Dolly Parton’s love for nature stems from when she was a child, living in her “Tennessee mountain home,” as her 1972 song says.
The 76-year-old country superstar opened up about the importance of caring for the environment in a new interview with National Geographic.
“We should pay more attention. We’re just mistreating Mother Nature — that’s like being ugly to your mama,” Parton said. “We need to take better care of the things that God gave us freely. And that we’re so freely messing up.”
Parton began her interview by touching on her love for the Smoky Mountains, where her famous Dollywood theme park is located in Pigeon Forge, Tennessee. She describes the region as “one of the most beautiful places in the world.”
“When I come here it’s a feeling like nothing else. It has grown, as all things must. But the Smokies will never lose their charm and their magic,” she says.
The Great Smoky Mountain National Park is the most biodiverse park in the U.S. national park system, with about a hundred species of trees and over 1,4000 varieties of flowering plants, according to the magazine.
“We got the most radiant flowers, the biggest assortment of trees. The Smokies have a heart of their own,” Parton said. “It’s the way the water flows, the way it sounds, and the way it feels when you get in it. I don’t know if it’s just because it’s my home — but I really don’t think so. I think it’s just one of those special places that God put here for us to enjoy.”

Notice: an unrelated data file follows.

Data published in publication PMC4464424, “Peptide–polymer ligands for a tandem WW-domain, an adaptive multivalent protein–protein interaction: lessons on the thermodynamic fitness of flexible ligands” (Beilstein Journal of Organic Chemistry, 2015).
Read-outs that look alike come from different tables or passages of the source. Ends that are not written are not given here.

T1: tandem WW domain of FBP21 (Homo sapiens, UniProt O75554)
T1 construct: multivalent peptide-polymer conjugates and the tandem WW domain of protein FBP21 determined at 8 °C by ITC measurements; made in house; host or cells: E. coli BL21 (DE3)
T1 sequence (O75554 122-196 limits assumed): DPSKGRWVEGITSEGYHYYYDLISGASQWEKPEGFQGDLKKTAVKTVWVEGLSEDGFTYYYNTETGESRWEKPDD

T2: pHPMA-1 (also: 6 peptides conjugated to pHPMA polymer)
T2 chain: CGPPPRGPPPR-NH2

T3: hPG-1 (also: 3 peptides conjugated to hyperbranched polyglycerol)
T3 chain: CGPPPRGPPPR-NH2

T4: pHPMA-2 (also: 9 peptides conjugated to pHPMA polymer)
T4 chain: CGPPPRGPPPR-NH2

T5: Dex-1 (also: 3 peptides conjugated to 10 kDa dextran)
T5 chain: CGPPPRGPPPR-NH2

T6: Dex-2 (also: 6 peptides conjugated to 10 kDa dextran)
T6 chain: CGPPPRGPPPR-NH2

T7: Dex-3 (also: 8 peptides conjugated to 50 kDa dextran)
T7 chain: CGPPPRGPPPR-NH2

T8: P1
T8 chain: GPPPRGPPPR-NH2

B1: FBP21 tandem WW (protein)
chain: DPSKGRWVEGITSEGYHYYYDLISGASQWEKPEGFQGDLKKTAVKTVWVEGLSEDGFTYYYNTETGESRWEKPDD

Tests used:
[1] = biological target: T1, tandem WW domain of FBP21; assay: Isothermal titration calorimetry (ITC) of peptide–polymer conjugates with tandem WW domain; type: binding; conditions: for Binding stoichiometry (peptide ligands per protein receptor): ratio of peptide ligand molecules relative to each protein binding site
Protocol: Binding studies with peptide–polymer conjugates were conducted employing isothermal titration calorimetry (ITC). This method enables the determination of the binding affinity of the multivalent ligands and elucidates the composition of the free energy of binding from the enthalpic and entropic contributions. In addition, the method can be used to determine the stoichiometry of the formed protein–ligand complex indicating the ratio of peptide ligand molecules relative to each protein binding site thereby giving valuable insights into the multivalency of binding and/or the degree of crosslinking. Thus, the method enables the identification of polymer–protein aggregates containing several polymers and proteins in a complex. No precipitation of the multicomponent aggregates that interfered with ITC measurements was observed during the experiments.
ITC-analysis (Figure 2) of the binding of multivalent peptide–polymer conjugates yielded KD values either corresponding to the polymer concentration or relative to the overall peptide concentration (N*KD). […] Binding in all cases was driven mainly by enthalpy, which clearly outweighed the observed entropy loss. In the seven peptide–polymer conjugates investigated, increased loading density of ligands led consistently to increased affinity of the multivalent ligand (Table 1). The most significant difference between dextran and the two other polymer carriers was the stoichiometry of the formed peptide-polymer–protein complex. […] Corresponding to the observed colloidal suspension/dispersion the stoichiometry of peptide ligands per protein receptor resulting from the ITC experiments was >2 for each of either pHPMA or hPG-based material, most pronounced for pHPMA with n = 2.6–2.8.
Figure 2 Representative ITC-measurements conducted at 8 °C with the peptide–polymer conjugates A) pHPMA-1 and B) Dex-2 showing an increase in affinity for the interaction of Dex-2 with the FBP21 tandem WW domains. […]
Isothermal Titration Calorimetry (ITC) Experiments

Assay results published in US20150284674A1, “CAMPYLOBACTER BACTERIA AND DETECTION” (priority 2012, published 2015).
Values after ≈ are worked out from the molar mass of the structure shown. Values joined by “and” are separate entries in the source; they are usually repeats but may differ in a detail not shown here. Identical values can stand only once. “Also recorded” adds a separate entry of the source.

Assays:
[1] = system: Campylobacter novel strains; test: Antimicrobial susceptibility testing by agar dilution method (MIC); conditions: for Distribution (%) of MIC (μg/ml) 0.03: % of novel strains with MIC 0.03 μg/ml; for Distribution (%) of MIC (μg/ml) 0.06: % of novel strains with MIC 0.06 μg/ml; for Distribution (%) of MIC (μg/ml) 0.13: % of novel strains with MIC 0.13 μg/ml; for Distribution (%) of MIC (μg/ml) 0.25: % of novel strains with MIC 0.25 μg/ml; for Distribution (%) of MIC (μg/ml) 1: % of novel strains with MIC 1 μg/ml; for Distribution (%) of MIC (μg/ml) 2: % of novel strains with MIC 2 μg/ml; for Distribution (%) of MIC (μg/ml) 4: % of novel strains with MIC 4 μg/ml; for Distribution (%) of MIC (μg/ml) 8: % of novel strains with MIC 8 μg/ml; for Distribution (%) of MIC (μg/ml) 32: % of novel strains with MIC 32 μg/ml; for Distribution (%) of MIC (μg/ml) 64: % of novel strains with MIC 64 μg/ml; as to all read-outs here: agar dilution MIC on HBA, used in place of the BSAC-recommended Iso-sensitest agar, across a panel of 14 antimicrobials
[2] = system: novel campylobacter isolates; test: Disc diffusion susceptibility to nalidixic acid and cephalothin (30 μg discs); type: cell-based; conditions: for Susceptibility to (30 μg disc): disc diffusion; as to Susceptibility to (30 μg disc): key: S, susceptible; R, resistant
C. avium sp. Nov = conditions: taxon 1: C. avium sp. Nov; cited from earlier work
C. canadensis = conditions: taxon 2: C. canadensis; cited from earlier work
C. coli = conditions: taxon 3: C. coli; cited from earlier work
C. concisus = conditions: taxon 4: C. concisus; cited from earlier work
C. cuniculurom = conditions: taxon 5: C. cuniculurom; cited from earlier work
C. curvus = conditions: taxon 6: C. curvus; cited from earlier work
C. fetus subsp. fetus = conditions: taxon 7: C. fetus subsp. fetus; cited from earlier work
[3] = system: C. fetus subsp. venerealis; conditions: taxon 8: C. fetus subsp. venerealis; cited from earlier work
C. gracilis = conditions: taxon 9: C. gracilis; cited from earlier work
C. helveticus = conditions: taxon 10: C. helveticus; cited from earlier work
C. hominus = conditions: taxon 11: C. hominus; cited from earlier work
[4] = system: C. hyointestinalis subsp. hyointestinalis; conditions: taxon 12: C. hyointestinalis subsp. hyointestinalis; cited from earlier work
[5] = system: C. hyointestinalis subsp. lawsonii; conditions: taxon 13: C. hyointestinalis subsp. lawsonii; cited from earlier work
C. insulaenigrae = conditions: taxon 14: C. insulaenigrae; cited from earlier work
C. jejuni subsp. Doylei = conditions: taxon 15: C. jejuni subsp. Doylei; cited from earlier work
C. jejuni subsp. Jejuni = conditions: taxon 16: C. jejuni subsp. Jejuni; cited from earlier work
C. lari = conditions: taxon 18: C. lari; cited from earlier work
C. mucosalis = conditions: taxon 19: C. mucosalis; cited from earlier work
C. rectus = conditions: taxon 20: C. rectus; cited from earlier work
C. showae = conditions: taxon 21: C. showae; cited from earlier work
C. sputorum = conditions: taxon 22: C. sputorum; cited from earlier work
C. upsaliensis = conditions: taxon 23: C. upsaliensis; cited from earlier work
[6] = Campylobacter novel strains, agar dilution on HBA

Parton has been inspired by the East Tennessee region throughout her life, touching on her experience there in songs like “Tennessee Homesick Blues” and “Coat of Many Colors.”
Her love also expands to conservation efforts. Dollywood is the American Eagle Foundation’s largest corporate sponsor, the magazine notes. The foundation helps rescue and rehabilitate bald eagles and other birds and is opening a new public facility in Sevierville in spring 2023. It will include a way station for migrating monarch butterflies in honor of the “9 to 5” singer.
The "Jolene" songwriter recounted how, as a young girl, she would “wander off, chasing butterflies into the woods, so they had to come find me.”
“I always related to them because I felt like they were harmless and they were colorful — kinda like I think that I am. They’re just meant to be mine, I think,” she said, noting, “Yes, I have a butterfly tattoo.”
Dollywood opened in 1986. During a press conference in June 2021, Parton and company’s president Eugene Naughton announced plans to expand the theme park. At the time, they announced they would be building a new 302-room HeartSong Lodge & Resort, which would be located down the road from Dollywood.
“I’m so proud of this place that we’ve been able to build here in the Smokies. I always dreamed of accomplishing two things with Dollywood. I wanted to give jobs to the folks who live here and I wanted to give visitors another reason to come and experience the beauty of the Smoky Mountains,” the multi-Grammy winner said in a statement on her website at the time. “We celebrated our 35th season last year, so I think it is fair to say we’ve been able to do that.”